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Children in Multicultural Families

Updated on July 11, 2019
elayne001 profile image

Ruth Kongaika was born in the Rocky Mountains and has lived most of her life in the South Pacific. She travels, gardens and writes.

Our Family

Parenting tips for intercultural families

I married a man of a different race and culture when it was not an acceptable thing to do. I do not regret my decision, but that choice has come with interesting and surprising consequences. It took many years for us to get used to each other’s customs and traditions. It has been quite an adventure for both of us.

The children that resulted from this union have struggled to find their own identities. Because I was doing most of the raising, since my husband's occupation demanded that he travel quite a bit, the children mostly speak my language and only one child is fluent in the father's language.

I believe our children have tried to choose the best from each culture. They can also change back and forth between cultures in different circumstances to suit their circumstances. We have learned as parents what form of discipline worked and what did not since his culture and mine had very different opinions in this regard.

As the mother of these wonderful children that I feel very blessed to have, I have not tried to push my own culture on them. I can see the good points of both cultures and brought those to their attention. I cannot lie that at times I have been a bit sad that they chose their father's side over mine, but I tried not to let them know that.

My children are very open minded to other cultures and loving towards people. They are all outgoing and have become good citizens of our communities. We lived in my husband's country for 13 years and now live in my country. This has given our children the foundation they need to really know who they are and develop their own families from there.

I have always let our children know of my respect and love for my husband, his family and race. I think this has helped the children in many ways. Even though my son speaks his father's language fluently, he is willing to serve in the Armed Forces for my country. I think that speaks volumes.

All of our children graduated from college and have become assets to society in their own ways. I have learned so much from my husband's culture that I feel adds to the harmony and respect our children feel with one another. I also think the children have had more opportunities in some ways than others since they have traveled internationally and they have friends from different walks of life.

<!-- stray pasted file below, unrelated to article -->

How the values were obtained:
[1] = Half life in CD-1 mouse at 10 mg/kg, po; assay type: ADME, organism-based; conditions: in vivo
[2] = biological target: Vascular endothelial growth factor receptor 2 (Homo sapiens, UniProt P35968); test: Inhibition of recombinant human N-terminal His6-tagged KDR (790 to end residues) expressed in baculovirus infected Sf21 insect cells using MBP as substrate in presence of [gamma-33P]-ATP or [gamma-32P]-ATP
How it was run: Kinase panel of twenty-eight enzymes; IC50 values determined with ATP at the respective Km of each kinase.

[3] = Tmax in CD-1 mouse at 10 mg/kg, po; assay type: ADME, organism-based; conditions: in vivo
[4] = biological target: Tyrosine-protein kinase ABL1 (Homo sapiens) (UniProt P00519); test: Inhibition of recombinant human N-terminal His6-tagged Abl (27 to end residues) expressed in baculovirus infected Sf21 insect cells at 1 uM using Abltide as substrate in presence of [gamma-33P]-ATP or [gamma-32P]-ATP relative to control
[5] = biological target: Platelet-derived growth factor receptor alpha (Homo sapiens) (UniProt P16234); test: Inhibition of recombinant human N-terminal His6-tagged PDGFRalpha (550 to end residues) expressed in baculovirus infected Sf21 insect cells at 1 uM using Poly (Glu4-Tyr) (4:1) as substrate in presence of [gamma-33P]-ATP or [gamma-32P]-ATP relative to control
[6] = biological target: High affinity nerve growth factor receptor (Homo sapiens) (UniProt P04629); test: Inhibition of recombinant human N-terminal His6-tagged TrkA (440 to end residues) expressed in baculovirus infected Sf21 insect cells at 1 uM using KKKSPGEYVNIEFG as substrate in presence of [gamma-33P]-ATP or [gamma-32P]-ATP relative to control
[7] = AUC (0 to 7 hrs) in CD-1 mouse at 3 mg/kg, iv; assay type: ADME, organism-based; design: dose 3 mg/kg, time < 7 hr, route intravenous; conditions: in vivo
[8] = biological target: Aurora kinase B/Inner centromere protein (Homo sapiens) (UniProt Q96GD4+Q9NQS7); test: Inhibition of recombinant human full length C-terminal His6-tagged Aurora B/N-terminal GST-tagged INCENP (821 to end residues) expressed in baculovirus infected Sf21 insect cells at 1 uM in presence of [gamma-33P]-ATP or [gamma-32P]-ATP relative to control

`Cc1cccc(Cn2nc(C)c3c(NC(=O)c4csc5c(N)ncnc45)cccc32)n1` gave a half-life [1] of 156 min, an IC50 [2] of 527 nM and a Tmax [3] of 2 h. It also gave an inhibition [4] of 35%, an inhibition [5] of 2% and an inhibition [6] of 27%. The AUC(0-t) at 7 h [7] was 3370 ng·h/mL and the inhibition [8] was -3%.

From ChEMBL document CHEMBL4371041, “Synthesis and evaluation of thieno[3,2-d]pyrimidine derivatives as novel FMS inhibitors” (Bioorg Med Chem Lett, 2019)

We do tease each other about the traditions that are a bit "out there", and all of our children have a healthy sense of humor, and do not get easily offended. It has not been very easy raising children with two totally different cultures and traditions, but when we have worked together as husband and wife, instead of against each other; it has brought us a home of peace and harmony.


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  • elayne001 profile imageAUTHOR


    8 years ago from Rocky Mountains

    Thanks Levertis Steele for adding your feelings about marriage in general, and I agree. Marriage is difficult in any situation, and especially with different beliefs and cultures. Usually it is not until later on in the marriage when the "big" differences are revealed. But, it is a choice you made, and you have to deal with it.....or you can choose to walk away, as many do. Not saying that is a bad thing, except when children are involved, it can affect them. I am glad we stayed together even though we are so different in our ideas about food, money, etc. I appreciate your comments.

  • Levertis Steele profile image

    Levertis Steele 

    8 years ago from Southern Clime


    I suppose it takes a lot of love, dedication, respect, give and take, and much more to have a successful intercultural marriage. It also takes the same to have just a marriage, PERIOD! I cannot help but to bring out that matital challenges and intercultural challenges are two different "ball games." Cultural differences, depending on what they are can be reasonably dealt with or they could be difficult to handle. Example: a spouse who is of a culture that practices polygamy could spell d-i-s--a-s-t-e-r, if he, for example, wants to talk to his only wife about his plans to add another spouse to their household. Can you imagine a man of another culture making that announcement to his African-American wife? That could spell something that would not be so nice. American women, no matter the race, do not generally play that! That would be a huge marital problem for the monogamous wife.